All e-scooters must be registered with govt from mid-2018, more cycling paths being built

More riding on cycling paths, less on roads.

By Joshua Lee | March 7, 2018

If you’ve been reading Mothership, you might probably know that some of us here are big on cycling:

I cycled to work from Jurong to Orchard every day for the past year and didn’t die

So it comes to us as good news that the Land Transport Authority (LTA) will be building more cycling path networks in HDB towns (six more towns, to be exact) from 2018 to 2023, bring up the number of towns with cycling path networks to 15.

This was announced by Senior Minister of State Lam Pin Min during the Committee of Supply Debate on Wednesday, March 7.

And of course, cycling on the roads would soon (thankfully) be a thing of the past because the authorities will also be building cycling paths between towns.

The six HDB towns to be enhanced with cycling path networks are:

  1. Bishan
  2. Bukit Panjang
  3. Choa Chu Kang
  4. Toa Payoh
  5. Woodlands
  6. Taman Jurong

HDB towns with completed cycling path networks are:

  1. Tampines (will be expanded from 2018)
  2. Sembawang
  3. Changi-Simei
  4. Pasir Ris
  5. Yishun
  6. Punggol
  7. Ang Mo Kio (will be expanded from 2018)
  8. Jurong Lake District
  9. Bedok

National Cycling Plan so you can cycle anywhere

When fully integrated with the cycling network, the goal is to you’ll be able to cycle anywhere using a mixture of park connectors and cycling routes.

By 2030, all Housing Development Board (HDB) estates will (hopefully) have a cycling network which would be connected to networks in other towns – the goal of the National Cycling Plan.

Via URA. Red lines are park connectors, Green lines are cycling routes. Yellow lines are the Round Island Route.
Via URA. Red lines are park connectors, Green lines are cycling routes. Yellow lines are the Round Island Route.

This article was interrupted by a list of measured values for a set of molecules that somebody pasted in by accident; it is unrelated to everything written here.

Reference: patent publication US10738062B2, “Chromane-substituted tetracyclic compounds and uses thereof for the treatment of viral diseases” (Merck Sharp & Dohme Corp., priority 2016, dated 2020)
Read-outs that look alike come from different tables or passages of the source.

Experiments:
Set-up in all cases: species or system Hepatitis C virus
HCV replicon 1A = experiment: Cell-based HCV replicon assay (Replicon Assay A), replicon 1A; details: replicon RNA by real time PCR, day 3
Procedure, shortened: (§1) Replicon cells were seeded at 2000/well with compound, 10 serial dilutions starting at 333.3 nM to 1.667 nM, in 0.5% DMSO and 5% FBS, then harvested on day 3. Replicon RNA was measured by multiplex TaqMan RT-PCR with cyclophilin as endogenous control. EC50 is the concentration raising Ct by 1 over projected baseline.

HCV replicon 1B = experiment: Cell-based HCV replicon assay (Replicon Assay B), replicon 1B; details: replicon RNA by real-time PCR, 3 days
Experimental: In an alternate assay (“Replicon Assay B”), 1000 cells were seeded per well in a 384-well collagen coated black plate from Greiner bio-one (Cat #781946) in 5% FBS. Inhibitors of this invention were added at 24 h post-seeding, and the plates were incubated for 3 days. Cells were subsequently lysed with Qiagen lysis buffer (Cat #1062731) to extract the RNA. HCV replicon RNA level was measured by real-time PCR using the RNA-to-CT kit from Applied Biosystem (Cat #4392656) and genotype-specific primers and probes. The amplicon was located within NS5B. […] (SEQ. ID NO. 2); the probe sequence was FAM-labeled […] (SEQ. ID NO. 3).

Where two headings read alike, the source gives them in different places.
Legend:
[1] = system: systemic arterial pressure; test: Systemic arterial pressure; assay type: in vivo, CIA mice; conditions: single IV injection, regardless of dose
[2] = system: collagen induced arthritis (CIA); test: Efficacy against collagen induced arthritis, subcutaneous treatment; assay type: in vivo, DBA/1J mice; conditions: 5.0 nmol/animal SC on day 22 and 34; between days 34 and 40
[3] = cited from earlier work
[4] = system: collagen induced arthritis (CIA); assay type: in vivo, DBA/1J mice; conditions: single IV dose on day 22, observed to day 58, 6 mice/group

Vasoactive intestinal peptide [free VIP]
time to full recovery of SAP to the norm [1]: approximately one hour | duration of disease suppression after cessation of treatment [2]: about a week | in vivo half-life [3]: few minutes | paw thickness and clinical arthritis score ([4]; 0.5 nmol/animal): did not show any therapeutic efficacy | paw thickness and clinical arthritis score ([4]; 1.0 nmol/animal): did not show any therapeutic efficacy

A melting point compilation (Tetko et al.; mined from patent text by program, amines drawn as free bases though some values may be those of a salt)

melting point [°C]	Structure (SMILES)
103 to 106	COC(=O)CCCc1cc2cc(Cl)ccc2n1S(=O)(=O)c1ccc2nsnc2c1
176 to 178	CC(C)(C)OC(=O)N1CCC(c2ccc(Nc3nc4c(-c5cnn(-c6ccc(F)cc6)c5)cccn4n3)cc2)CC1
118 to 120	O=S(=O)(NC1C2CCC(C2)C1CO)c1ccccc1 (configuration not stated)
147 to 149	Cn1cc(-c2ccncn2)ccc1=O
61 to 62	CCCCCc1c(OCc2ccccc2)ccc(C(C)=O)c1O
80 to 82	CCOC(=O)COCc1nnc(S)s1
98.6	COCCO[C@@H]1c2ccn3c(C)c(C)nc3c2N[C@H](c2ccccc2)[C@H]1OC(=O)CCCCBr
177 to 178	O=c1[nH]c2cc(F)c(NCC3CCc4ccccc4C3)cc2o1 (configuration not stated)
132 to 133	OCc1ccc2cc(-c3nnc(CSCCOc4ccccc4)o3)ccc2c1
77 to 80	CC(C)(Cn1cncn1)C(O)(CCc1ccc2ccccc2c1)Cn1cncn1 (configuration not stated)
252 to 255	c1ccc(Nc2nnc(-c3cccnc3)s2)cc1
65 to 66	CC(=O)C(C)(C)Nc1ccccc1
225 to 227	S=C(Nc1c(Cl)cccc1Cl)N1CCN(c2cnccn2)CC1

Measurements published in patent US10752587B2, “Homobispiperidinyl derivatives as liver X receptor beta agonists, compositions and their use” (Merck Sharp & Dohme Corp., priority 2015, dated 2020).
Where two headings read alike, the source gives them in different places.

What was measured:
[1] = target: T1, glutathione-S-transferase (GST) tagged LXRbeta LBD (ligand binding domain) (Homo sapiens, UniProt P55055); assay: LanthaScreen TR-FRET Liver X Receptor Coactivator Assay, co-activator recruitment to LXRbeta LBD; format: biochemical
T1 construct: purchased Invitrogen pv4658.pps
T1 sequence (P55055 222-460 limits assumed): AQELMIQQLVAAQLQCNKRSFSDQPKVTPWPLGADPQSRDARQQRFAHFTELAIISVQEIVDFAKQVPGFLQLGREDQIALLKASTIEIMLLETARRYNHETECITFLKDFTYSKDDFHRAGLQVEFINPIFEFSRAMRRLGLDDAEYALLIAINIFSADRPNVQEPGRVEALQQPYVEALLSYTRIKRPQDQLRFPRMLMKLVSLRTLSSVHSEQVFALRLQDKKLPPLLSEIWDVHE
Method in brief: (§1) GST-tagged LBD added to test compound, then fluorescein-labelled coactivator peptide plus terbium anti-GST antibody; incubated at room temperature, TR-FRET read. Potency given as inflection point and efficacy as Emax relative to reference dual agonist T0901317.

Ensuring safer rides

With more people using personal mobility devices (PMD) and cycling today, we have also seen more reckless riding on the roads like this:

E-bike rider does a dangerous ‘Superman’ stunt while riding on the road

and this:

Reckless PMD user has death wish, went against flow, beats all traffic at Bukit Panjang

Since February 2018, the LTA rolled out a Safe Riding Programme to educate members of the public on how to ride safely and recognise road signs and markings.

There’s also a patrol force consisting of NParks rangers, Traffic Police, and grassroots volunteers who are constantly on the prowl to catch and educate errant riders.

E-scooters must be registered from second half of 2018

Lam also mentioned that, following the recommendation of the Active Mobility Advisory Panel (AMAP), the government will be mandating the registration of e-scooters that are used on public paths.

The registration will take place within the second half of 2018 and will entail the following from e-scooter users:

  1. Provide personal particulars for registration
  2. Paste identification stickers prominently on e-scooters
  3. Ensure that e-scooters comply with requirements of Active Mobility Act, and do not exceed the weight/speed/dimension requirements.

E-scooters cannot exceed 20kg in weight, 700mm in maximum width, and 25km/h in maximum device speed. More details on the e-scooter registration will be released later.

Use of other PMDs such as electric hoverboards and unicycles are not as widespread and so will not be subjected to registration currently. Electric or power-assisted bicycles have already had to undergo registration since August 2017.

If you enjoy riding your PMDs on the road, you should read this:

Riding PMDs illegally in S’pore from Jan. 15: S$300 fine for riding on roads, S$500 on expressways


Top image of National Cycling Plan via URA and e-scooter enforcement via LTA.

About Joshua Lee

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